The Judiciary, notably the Courts in The Gambia, is seeing its fair share of cases being judged daily. However, what kind of rehabilitation metric are we getting as an outcome since taxpayers need to feel safe and secure in society. The data collections, surveys and statistics methodologies in The Gambia still have lots of room for improvement. The institutions such as the prisons are in great need of rehabilitation and their management should be free from any political affiliation. Recently, with the Truth Reconciliation and Reparations Committee (TRRC) Hearings, the Mile 2 Prison located in Banjul was being scrutinized and the findings were atrocious. Offenders, meant to be rehabilitated and reinstated into society, were seen to be no more than subjective political prisoners being abused and mistreated inhumanely by the various institutions and their members supposed to set them back on the right course.
The Constitutional Review Commission (CRC) has made recommendations to His Excellency the President so that our Legislations could reflect the needs of society and its citizens at large. Anarchy can be avoided when crime rates are shown to be at their lowest in our communities. We should hope that the new laws will provide for “Neighborhood Watch Programs” that are accordingly subsidized to tackle the day to day operations of the criminals, known to the residents, in their respective neighborhoods around the nation.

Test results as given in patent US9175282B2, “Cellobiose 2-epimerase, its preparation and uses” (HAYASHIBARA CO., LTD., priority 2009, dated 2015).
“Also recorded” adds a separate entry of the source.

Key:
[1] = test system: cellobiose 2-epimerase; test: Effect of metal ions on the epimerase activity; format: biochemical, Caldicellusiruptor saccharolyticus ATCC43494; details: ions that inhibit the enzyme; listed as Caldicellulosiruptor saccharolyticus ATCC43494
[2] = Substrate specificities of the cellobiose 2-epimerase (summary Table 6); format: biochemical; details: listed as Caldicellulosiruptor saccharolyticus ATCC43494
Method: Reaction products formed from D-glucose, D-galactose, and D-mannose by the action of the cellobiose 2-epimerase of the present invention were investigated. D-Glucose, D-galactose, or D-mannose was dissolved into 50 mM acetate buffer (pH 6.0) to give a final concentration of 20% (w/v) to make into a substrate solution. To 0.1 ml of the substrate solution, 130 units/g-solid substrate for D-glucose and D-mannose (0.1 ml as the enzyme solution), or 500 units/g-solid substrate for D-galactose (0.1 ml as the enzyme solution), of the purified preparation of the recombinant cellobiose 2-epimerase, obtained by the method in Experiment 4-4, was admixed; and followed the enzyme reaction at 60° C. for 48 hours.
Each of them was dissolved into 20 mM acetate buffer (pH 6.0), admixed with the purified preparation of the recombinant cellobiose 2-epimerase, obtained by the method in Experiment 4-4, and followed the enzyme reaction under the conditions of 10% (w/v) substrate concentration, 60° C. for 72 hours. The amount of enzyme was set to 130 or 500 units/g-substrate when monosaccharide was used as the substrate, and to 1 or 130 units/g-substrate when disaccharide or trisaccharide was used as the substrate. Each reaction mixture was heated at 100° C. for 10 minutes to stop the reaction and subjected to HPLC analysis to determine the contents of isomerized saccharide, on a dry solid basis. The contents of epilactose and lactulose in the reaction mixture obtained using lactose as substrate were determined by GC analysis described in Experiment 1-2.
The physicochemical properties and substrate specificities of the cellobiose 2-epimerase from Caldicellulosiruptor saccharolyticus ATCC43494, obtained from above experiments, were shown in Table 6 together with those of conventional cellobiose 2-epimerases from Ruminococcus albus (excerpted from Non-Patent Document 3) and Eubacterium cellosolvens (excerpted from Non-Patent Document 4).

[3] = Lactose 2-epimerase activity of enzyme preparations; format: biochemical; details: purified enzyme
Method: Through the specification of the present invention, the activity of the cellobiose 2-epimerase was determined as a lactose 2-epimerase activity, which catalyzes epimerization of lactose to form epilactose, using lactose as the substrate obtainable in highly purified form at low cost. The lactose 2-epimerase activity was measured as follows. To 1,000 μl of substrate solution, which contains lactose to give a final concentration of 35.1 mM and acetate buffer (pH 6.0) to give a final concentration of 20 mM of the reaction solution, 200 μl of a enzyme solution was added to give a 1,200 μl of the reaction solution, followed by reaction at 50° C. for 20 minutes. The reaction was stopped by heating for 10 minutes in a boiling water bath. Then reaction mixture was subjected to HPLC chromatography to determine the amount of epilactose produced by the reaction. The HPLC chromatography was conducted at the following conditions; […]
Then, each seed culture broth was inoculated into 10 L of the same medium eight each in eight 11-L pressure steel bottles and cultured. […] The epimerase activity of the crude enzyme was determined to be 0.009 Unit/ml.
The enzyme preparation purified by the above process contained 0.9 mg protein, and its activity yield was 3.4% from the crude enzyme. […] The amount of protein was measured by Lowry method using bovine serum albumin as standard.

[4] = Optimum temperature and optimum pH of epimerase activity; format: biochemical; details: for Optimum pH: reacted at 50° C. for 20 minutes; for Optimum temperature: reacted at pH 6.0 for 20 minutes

Looking forward and seeking to lay the foundation for the future generations would also entail applying ourselves in preventive measures. Civic education should be our first and foremost priority in the Gambian educational system. Leaders should organize seminars, conferences and workshops to share their valuable knowledge and expertise. They should engage with the youths and empower them accordingly so that the proper values and principles can be promoted and instilled.
Let us keep in mind that every crime committed tarnishes our image and brand as a nation. Visitors and friends of The Gambia as well as the citizens of this vibrant up and coming nation deserve the healthier and stable democracy that many fought and sacrificed for to achieve the 3rd Republic of The Gambia.